by gradinski chai
Sun Oct 22nd, 2006 at 09:28:34 AM EST
A generally unenthusiastic electorate will go to the polls today...well perhaps 30-40% of them at least...to start the process of electing the Bulgarian president for the next five years.
Let's use this as a Bulgarian election thread - from the diaries ~ whataboutbob
For any candidate to win in tomorrow's first round, one candidate must win an absolute majority with at least 50% turnout. Since all indications are that turnout will fall well below 50%, we'll be heading to a second round election next weekend.
Like many other East European systems, Bulgaria has a weak presidential system, so whoever wins in the coming elections will not wield a decisive influence over Bulgarian policy processes. Instead, the position exists to meet with foreign officials and to provide a mild veto over parliament. Parliament can override a presidential veto by a simple majority, so the veto is more of an embarrassment or delay than a substantive part of the policy process. The real power is the power of an attentive press and many formal state meetings.
There are only two real candidates in tomorrow's election. These are the ones who are very, very likely to end up in a second round of elections next weekend:
GEORGI PURVANOV (Bulgarian Socialist Party) is the current president. His tenure has been generally uneventful and some would say uninspired. He has admitted to being an informer to the communist regime's internal security services, which has not won him any votes among the center-right of the political spectrum. He does, however, usually make a decent public face for Bulgaria and generally knows how to say the right sort of things for an external audience.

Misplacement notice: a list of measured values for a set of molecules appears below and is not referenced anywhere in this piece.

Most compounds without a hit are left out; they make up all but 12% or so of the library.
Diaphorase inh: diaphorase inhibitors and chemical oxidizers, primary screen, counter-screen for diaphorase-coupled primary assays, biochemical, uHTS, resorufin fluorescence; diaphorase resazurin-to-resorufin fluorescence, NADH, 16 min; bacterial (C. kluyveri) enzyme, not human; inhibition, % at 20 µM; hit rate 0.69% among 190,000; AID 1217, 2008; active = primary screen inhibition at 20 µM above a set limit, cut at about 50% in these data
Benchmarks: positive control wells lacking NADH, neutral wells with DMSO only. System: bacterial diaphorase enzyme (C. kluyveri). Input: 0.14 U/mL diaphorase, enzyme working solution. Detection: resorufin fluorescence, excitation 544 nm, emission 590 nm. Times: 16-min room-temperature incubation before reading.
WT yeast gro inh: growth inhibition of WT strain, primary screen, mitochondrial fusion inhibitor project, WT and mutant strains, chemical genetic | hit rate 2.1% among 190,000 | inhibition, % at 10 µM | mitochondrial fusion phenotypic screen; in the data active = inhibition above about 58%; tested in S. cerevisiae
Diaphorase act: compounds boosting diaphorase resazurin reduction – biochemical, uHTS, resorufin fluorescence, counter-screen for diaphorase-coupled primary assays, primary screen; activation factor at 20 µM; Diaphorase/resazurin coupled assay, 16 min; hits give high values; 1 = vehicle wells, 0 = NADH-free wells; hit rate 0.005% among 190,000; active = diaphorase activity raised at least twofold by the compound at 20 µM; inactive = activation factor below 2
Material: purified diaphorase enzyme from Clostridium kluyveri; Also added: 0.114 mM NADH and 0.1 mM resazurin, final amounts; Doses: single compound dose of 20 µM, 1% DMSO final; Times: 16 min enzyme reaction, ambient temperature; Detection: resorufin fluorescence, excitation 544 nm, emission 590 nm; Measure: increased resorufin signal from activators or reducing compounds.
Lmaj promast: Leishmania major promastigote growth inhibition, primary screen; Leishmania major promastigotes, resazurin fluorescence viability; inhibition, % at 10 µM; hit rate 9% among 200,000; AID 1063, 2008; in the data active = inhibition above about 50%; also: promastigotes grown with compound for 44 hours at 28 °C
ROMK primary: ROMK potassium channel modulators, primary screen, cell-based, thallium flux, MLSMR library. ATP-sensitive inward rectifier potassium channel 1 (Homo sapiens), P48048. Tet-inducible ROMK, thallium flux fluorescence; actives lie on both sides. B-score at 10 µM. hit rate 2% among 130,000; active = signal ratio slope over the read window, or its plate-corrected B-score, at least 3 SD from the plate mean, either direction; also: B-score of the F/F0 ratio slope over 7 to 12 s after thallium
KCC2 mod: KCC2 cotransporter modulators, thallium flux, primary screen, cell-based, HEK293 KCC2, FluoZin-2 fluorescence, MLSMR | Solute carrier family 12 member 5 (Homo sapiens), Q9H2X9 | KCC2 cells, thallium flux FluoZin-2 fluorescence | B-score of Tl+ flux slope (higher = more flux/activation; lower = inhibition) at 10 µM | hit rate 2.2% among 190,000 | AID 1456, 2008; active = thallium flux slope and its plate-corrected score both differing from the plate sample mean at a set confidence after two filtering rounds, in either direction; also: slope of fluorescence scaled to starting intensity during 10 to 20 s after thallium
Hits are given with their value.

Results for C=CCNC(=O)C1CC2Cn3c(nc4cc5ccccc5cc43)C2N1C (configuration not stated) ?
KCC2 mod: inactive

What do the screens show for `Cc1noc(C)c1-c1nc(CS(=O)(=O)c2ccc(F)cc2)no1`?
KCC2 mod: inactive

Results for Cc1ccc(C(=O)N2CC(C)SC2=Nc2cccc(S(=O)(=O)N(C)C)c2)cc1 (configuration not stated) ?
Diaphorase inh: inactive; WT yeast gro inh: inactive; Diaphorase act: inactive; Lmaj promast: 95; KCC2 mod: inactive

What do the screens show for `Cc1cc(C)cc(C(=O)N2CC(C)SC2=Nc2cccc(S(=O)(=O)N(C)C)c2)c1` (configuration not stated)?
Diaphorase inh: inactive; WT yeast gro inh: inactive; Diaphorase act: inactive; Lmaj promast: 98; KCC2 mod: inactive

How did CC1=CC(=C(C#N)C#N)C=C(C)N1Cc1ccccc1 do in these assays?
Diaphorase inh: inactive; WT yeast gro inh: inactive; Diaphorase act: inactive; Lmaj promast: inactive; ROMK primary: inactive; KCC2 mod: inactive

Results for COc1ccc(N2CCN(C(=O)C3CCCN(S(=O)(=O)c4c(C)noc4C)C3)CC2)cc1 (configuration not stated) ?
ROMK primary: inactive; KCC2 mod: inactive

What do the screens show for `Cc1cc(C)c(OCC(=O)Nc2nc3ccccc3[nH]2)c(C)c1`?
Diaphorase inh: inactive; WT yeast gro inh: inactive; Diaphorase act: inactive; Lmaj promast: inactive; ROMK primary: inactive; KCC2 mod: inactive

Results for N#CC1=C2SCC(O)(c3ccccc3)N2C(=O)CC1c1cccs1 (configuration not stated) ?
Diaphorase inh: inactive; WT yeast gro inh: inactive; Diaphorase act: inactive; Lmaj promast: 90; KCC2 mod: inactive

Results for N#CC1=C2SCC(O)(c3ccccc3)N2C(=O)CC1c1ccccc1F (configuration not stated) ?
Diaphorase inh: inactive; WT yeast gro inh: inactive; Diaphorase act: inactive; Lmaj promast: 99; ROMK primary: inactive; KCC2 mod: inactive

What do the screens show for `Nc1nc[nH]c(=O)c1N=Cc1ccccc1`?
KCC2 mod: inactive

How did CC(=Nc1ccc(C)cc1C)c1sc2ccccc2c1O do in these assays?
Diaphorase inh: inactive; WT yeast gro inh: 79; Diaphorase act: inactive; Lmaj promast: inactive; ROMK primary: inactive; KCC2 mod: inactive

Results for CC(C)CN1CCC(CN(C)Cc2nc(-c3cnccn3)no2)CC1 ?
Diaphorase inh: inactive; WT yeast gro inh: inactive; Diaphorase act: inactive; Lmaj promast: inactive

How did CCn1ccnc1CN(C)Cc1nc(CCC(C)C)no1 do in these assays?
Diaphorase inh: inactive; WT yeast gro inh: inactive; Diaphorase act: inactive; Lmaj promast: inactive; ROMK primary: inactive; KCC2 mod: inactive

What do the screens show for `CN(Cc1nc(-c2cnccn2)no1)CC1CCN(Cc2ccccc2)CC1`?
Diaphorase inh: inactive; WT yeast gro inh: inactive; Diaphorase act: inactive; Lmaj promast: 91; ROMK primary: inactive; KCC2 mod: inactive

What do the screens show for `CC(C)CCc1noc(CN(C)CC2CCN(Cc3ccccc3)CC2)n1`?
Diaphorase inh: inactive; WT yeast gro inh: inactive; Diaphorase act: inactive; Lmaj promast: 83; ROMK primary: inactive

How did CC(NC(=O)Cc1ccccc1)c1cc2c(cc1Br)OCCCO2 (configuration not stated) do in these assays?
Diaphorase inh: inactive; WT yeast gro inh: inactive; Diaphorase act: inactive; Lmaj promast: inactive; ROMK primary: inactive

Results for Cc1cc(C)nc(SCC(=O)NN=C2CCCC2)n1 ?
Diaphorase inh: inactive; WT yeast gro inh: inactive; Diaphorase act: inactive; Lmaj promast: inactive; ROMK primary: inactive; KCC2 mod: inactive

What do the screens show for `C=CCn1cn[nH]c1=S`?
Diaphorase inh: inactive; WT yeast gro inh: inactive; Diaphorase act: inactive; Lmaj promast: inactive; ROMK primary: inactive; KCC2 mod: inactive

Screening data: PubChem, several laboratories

VODIN SIDEROV (Movement ATTAKA) is the far right candidate. He is credited by many Bulgarians with talking honestly about what many see as some of the most pressing problems facing the country. As with any far right candidate, there are the typical scapegoats for why average Bulgarians are having such a hard time...gypsies (Roma about 4-5% of the population)...Turks (about 7% of the population)...Jews and Gays/Lesbians. These groups are the cause of all problems in addition to the European Union and the United States. Siderov has some interesting policy proposals including sending all of the gypsy population to the moon. (No, I'm not kidding...this is really the idea.) Some of you may have read about the ATTAKA European Parliament boytoy observer
who sent an email to some colleagues in the EP about a Hungarian Roma MEP and about Bulgarian gypsies being cheap to buy.
Polls indicate that Siderov will take somewhere between 20-25% of the poll tomorrow. I think that this is a low figure. There is a lot of soft support that is using Siderov as an expression of their frustrations with the ruling elites and ruling parties. I think he could reach 30-35%. Purvanov will reach about 35-40%.
The interesting question is what the traditional center right parties will do in all of this. Their weak candidate will certainly poll third or fourth place, so the question facing them is whether they will do what the French and Romanian political elite did when faced with similar situations (support the left candidate no matter how unpalatable he may be) or what. There are some indications that they may simply sit out the election claiming that they cannot support Purvanov. If this, indeed, is the case (meaning that they ignore the certain pressure from the European People's Party) then next week will make for a very interesting political thriller. We might just have an EU candidate state with a bizarre far right president.
I'll report on the election results as they come in.